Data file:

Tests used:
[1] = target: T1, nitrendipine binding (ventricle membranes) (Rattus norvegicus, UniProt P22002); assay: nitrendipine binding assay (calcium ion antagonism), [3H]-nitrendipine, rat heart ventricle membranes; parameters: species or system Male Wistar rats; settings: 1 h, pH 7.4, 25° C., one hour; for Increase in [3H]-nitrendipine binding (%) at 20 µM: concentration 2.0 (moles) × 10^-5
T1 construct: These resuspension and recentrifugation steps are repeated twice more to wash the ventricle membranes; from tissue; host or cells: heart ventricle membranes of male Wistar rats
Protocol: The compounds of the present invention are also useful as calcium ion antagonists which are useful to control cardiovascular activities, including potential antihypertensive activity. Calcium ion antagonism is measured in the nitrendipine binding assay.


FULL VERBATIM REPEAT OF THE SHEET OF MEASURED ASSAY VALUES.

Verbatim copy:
Tests used:
[1] = target: T1, nitrendipine binding (ventricle membranes) (Rattus norvegicus, UniProt P22002); assay: nitrendipine binding assay (calcium ion antagonism), [3H]-nitrendipine, rat heart ventricle membranes; parameters: species or system Male Wistar rats; settings: 1 h, pH 7.4, 25° C., one hour; for Increase in [3H]-nitrendipine binding (%) at 20 µM: concentration 2.0 (moles) × 10^-5
T1 construct: These resuspension and recentrifugation steps are repeated twice more to wash the ventricle membranes; from tissue; host or cells: heart ventricle membranes of male Wistar rats
Protocol: The compounds of the present invention are also useful as calcium ion antagonists which are useful to control cardiovascular activities, including potential antihypertensive activity. Calcium ion antagonism is measured in the nitrendipine binding assay.